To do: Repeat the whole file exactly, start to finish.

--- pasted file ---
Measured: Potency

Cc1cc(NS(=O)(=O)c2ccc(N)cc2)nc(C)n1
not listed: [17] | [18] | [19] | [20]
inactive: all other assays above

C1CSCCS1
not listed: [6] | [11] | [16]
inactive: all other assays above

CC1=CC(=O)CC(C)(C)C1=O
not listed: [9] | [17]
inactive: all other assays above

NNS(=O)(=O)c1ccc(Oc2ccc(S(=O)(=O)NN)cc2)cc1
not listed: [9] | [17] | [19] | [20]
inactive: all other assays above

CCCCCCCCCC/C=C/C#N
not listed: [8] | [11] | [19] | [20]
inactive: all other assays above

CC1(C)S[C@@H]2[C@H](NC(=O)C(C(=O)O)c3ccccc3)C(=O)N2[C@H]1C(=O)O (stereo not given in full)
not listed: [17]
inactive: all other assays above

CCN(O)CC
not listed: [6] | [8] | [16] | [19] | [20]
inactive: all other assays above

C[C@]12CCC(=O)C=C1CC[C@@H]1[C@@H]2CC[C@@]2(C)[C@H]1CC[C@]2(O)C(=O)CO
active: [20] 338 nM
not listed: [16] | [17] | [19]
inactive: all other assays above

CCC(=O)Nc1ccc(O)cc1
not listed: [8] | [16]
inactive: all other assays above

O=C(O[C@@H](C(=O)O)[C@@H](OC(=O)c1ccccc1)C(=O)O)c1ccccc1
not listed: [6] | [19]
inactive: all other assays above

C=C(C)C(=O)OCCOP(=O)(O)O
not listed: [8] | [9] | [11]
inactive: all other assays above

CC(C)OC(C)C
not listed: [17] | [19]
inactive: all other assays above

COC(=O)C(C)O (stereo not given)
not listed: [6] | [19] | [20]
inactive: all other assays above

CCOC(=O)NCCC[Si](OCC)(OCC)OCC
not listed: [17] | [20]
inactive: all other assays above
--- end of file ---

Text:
Measured: Potency

Cc1cc(NS(=O)(=O)c2ccc(N)cc2)nc(C)n1
not listed: [17] | [18] | [19] | [20]
inactive: all other assays above

C1CSCCS1
not listed: [6] | [11] | [16]
inactive: all other assays above

CC1=CC(=O)CC(C)(C)C1=O
not listed: [9] | [17]
inactive: all other assays above

NNS(=O)(=O)c1ccc(Oc2ccc(S(=O)(=O)NN)cc2)cc1
not listed: [9] | [17] | [19] | [20]
inactive: all other assays above

CCCCCCCCCC/C=C/C#N
not listed: [8] | [11] | [19] | [20]
inactive: all other assays above

CC1(C)S[C@@H]2[C@H](NC(=O)C(C(=O)O)c3ccccc3)C(=O)N2[C@H]1C(=O)O (stereo not given in full)
not listed: [17]
inactive: all other assays above

CCN(O)CC
not listed: [6] | [8] | [16] | [19] | [20]
inactive: all other assays above

C[C@]12CCC(=O)C=C1CC[C@@H]1[C@@H]2CC[C@@]2(C)[C@H]1CC[C@]2(O)C(=O)CO
active: [20] 338 nM
not listed: [16] | [17] | [19]
inactive: all other assays above

CCC(=O)Nc1ccc(O)cc1
not listed: [8] | [16]
inactive: all other assays above

O=C(O[C@@H](C(=O)O)[C@@H](OC(=O)c1ccccc1)C(=O)O)c1ccccc1
not listed: [6] | [19]
inactive: all other assays above

C=C(C)C(=O)OCCOP(=O)(O)O
not listed: [8] | [9] | [11]
inactive: all other assays above

CC(C)OC(C)C
not listed: [17] | [19]
inactive: all other assays above

COC(=O)C(C)O (stereo not given)
not listed: [6] | [19] | [20]
inactive: all other assays above

CCOC(=O)NCCC[Si](OCC)(OCC)OCC
not listed: [17] | [20]
inactive: all other assays above